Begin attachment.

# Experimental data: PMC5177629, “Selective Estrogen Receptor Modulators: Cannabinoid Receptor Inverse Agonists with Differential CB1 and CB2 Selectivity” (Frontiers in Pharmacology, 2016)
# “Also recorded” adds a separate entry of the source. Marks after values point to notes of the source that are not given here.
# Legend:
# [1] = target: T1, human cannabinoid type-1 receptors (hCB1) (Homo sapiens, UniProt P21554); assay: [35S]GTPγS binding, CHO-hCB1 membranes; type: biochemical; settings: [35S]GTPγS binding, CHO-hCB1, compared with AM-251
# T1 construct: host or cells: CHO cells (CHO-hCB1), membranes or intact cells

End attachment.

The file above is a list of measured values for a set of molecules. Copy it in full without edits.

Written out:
# Experimental data: PMC5177629, “Selective Estrogen Receptor Modulators: Cannabinoid Receptor Inverse Agonists with Differential CB1 and CB2 Selectivity” (Frontiers in Pharmacology, 2016)
# “Also recorded” adds a separate entry of the source. Marks after values point to notes of the source that are not given here.
# Legend:
# [1] = target: T1, human cannabinoid type-1 receptors (hCB1) (Homo sapiens, UniProt P21554); assay: [35S]GTPγS binding, CHO-hCB1 membranes; type: biochemical; settings: [35S]GTPγS binding, CHO-hCB1, compared with AM-251
# T1 construct: host or cells: CHO cells (CHO-hCB1), membranes or intact cells